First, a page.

What We Heard At My Town Hall On Gender Responsive Budgeting

Thank you to all who came out on January 18 for my 2018 Town Hall on Gender-Responsive Budgeting. For the second year in a row, residents from Ward 27 and across the Toronto gathered at the 519 Community Centre to discuss and workshop gender equity in the Toronto city budget. My team and I were blown away by the level of participation and excitement for gender-equity budgeting as a catalyst for long-term, sustainable equitable service delivery in Toronto.


We heard from residents about the urgent need for a gender-based analysis in the budget. The burden of ongoing budget cuts and the lack of investment in social services fall largely on the shoulders of women and girls, especially those who are racialized and low-income. 

These systemic failures are shocking. In Toronto, 37% of single mother-led families in live in poverty. 59% of minimum wage workers are women and over 25% are precariously employed. According to YWCA Toronto, Toronto's largest women's organization, the annual child care fees are $19,200 a year while the average annual salary for women is $32,000. 70% of part-time workers are women, who are not eligible for subsided childcare.


The exorbitant cost of housing further marginalize women and worsen the detrimental cycle of poverty and violence. According to Ontario Association of Interval and Transition Houses (OAITH), the number one reason why women are unable to leave violent relationships is the lack of safe, affordable housing. And while the world wakes up to the realities and prevalence of intimate-partner violence, the City of Toronto has not acted on a gender-based violence strategy.  And still, women earn 75.3% of what men earn for the same job. Racialized and trans women experience an even larger pay gap.

These are not merely statistics. They are human realities and lived experiences of women in our city – women that carry the burden of poverty. Over 170 engaged participants at my second Town Hall on Gender-Responsive Budgeting confirmed what I always knew: the residents of Toronto care deeply about equity and social justice. We care about building a fair and inclusive city that meets the needs of all residents. We are witnessing first-hand how massive service gaps are further exacerbating gender inequity.

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Upcoming Community Vigils


It is a tragic time for the LGBTQ community, our neighbourhood, and the city. We are all grieving the lives lost as the recent tragedy impacting our community unfolds.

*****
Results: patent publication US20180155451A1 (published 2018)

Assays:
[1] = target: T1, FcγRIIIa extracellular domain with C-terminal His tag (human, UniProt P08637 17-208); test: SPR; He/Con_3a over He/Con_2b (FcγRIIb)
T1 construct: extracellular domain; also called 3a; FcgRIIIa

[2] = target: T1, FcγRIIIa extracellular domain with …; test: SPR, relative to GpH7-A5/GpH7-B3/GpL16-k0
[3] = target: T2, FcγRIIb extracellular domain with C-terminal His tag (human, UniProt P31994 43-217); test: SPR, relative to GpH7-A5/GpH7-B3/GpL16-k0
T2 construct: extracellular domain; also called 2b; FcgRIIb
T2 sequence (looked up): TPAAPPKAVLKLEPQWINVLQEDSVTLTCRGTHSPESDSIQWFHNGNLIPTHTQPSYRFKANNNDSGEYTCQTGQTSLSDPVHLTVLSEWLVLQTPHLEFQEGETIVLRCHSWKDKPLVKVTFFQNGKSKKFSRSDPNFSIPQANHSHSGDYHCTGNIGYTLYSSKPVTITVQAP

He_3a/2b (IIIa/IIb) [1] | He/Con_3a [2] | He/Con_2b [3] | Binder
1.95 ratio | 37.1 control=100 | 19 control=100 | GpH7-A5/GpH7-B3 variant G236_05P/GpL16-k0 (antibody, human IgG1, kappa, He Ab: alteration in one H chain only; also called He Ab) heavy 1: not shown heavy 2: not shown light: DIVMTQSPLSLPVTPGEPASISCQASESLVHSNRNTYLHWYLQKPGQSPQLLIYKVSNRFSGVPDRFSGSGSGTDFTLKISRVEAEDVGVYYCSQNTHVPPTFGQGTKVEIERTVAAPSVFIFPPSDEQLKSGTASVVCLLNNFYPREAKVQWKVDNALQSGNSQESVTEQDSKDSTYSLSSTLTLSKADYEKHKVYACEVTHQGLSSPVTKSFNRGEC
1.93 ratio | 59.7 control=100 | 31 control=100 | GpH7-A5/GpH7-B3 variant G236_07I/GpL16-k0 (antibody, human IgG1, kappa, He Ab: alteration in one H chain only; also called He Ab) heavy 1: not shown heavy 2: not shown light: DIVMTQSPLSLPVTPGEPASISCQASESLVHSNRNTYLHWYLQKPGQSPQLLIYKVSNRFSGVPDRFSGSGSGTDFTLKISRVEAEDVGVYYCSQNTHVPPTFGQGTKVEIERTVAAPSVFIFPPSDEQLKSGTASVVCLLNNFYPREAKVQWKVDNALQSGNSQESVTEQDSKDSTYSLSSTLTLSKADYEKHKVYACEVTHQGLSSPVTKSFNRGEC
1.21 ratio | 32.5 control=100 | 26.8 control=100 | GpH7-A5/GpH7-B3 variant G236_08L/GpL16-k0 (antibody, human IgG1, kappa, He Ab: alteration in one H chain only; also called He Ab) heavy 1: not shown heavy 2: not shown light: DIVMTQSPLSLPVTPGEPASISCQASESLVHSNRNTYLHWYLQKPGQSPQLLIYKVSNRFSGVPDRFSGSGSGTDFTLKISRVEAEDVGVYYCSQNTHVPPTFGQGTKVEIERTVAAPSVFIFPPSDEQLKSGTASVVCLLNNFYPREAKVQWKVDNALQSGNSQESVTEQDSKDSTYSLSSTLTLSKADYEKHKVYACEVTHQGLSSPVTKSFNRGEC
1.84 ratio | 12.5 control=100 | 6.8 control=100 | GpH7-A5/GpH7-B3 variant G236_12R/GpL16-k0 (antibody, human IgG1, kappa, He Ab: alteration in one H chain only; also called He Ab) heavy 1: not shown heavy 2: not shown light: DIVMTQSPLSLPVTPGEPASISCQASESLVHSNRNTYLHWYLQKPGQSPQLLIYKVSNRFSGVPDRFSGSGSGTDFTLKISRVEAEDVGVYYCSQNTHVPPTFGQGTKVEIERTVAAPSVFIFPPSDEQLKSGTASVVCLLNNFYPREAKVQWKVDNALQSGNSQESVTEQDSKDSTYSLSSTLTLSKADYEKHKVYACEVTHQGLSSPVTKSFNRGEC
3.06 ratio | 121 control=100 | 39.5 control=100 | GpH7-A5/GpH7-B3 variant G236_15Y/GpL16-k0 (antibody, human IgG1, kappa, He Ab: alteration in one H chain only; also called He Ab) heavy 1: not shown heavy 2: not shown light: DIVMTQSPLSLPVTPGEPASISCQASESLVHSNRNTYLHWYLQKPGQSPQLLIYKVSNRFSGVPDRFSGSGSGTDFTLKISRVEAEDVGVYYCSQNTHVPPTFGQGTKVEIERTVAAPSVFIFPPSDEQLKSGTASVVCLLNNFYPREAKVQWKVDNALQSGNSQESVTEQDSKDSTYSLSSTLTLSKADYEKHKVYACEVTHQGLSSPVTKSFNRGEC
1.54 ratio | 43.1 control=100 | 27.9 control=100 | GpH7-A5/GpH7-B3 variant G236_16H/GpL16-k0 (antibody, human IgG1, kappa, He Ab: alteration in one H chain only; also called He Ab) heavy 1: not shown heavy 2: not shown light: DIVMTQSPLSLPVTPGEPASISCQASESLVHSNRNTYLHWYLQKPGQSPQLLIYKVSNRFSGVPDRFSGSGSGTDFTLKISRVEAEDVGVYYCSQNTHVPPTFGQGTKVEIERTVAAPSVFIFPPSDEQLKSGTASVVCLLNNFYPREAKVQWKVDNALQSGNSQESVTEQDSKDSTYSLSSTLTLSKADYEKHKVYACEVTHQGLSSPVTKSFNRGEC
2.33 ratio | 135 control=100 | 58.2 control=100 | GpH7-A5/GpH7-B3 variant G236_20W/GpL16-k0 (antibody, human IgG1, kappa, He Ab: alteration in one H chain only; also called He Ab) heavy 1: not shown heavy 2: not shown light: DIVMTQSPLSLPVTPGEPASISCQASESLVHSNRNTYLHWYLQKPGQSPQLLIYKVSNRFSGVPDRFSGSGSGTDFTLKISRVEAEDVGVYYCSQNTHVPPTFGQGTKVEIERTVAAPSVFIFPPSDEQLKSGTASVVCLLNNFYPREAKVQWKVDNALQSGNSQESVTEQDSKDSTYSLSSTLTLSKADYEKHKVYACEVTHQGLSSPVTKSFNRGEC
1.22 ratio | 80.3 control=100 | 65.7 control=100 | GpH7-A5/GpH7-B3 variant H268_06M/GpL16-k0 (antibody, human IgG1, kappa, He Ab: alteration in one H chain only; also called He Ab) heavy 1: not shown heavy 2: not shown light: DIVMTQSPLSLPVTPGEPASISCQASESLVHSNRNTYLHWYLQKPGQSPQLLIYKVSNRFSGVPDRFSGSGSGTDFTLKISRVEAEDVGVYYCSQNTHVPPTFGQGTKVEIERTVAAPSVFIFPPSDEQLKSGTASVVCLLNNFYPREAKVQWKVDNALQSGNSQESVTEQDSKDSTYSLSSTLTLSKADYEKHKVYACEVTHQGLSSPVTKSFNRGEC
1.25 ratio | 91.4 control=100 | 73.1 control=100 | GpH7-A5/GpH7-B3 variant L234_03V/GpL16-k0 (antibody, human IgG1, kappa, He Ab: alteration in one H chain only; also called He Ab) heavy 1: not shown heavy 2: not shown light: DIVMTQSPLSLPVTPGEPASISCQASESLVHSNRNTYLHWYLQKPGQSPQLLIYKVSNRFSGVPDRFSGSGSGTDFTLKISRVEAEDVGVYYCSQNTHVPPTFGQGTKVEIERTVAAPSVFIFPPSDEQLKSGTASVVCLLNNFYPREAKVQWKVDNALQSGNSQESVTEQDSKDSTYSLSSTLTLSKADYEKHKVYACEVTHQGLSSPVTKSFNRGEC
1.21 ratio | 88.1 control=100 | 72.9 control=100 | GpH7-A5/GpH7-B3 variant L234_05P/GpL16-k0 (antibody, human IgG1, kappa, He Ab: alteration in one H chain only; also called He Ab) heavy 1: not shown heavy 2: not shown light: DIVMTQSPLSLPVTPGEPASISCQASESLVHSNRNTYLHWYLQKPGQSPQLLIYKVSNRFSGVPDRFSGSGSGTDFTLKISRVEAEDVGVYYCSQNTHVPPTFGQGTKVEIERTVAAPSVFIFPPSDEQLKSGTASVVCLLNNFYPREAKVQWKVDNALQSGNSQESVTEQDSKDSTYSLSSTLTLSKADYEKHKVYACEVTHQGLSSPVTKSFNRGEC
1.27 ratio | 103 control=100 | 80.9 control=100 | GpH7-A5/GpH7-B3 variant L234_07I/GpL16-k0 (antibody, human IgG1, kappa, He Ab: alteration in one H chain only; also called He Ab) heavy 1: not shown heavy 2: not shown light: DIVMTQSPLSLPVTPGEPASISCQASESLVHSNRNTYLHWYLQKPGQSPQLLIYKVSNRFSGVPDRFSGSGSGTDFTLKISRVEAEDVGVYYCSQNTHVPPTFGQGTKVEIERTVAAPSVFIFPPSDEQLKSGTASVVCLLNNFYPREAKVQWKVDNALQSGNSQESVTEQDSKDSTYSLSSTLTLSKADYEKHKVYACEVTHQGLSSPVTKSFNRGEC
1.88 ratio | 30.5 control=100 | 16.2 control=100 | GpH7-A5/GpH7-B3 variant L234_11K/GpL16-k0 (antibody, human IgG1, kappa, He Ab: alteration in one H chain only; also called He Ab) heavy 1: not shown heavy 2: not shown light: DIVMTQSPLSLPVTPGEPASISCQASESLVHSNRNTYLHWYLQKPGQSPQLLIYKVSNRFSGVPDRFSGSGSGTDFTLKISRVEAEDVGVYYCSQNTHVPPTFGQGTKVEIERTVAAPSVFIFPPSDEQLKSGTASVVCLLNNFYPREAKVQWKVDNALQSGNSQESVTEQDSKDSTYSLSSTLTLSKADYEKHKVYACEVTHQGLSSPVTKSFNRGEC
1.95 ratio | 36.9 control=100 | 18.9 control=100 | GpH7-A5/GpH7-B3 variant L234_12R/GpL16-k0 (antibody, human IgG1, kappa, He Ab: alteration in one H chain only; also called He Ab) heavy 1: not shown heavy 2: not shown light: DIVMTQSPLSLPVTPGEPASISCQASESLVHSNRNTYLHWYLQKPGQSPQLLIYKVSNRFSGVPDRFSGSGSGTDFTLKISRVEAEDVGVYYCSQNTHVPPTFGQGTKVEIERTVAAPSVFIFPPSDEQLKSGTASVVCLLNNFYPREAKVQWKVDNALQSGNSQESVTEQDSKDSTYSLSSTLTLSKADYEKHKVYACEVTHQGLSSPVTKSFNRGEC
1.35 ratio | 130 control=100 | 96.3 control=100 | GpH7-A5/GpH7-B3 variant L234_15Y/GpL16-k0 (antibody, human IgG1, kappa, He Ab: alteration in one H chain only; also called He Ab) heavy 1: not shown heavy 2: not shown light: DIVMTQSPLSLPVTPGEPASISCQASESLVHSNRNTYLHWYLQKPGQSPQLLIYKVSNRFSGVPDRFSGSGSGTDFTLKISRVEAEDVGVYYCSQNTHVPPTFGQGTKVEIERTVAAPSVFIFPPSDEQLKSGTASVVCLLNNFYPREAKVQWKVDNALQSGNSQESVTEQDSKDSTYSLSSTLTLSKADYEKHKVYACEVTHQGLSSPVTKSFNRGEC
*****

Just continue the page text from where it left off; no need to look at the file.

We all remember the ones still missing. The issues we face today are unfortunately not new and touch many marginalized and vulnerable communities. We welcome everyone to join us to grieve together, heal together, and rise together. 

Multifaith Vigil For The Five Murdered Men

When: Monday, February 12, 2017, 6:00pm 
Metunited Sanctuary, 56 Queen Street East

Join the Metropolitan United Church for the Community Laments, A Multifaith Vigil for the Five Murdered Men, the Fallen in our Midst. More information: https://www.metunited.org/jmv4/index.php/events/eventdetail/6015/multifaith-vigil-for-the-five-murdered-men


Community Vigil at Barbara Hall Park and The 519

When: Tuesday, February 13, 2017, 6:00pm - 8:00pm
Barbara Hall Park, 519 Church Street

LGBTQ community organizations have come together to organize a community vigil to offer a safe space for our communities to grieve and express their feelings. Organizing partners include The 519ASAAPLGBT Youth LinePride TorontoSherbourne Health CentreToronto People With AIDS Foundation, Toronto HIV/AIDS Network, The Mark S. Bonham Centre for Sexual Diversity Studies.

Food will be served at the event. Counselling support and child minding will be available on site. Facilities are accessible and ASL interpretation will be provided. RSVP: https://www.facebook.com/events/2080699252214280/ 


My Statement on Additional Charges Against Bruce McArthur

January 29, 2018

Today's news and the additional three murder charges against Bruce McArthur are shocking and disturbing. The connection of Majeed Kayhan, Soroush Mahmudi and Dean Lisowick to this case will come as painful news to the friends and family of the missing who have been in the dark for some time. Even for the brief and limited occasions I had to meet a number of the missing, I have found recent revelations to be very difficult to process. Simply put, these situations have left me heartbroken.

The community deserves thanks for their time and effort. The information passed on to authorities and the time search parties and volunteers have spent looking for leads was significant. I am confident that this was of great value in advancing the investigation this far.

The police investigators and officers who have put in intensive effort to get us this far deserve our thanks, as well. Based on what has been shared with the public, to date, we are still grappling with the scale of what has happened.

For those who are worried about the time it has taken to solve a number of these missing persons cases, I share your concerns and am confident that there will be an opportunity to better understand the inner workings of this complex case in the near future. For those who are looking for a way to mourn and come together, I can tell you that I am working with community and faith leaders to make an opportunity for us to unite in the spirit of healing.